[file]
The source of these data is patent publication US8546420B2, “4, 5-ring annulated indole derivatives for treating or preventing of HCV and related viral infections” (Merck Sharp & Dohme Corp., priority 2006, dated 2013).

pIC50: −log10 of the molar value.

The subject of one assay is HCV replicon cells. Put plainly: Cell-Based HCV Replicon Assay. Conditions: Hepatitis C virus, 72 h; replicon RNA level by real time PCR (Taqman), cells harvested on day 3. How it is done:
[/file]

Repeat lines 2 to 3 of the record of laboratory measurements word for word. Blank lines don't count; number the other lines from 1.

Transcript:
pIC50: −log10 of the molar value.

The subject of one assay is HCV replicon cells. Put plainly: Cell-Based HCV Replicon Assay. Conditions: Hepatitis C virus, 72 h; replicon RNA level by real time PCR (Taqman), cells harvested on day 3. How it is done: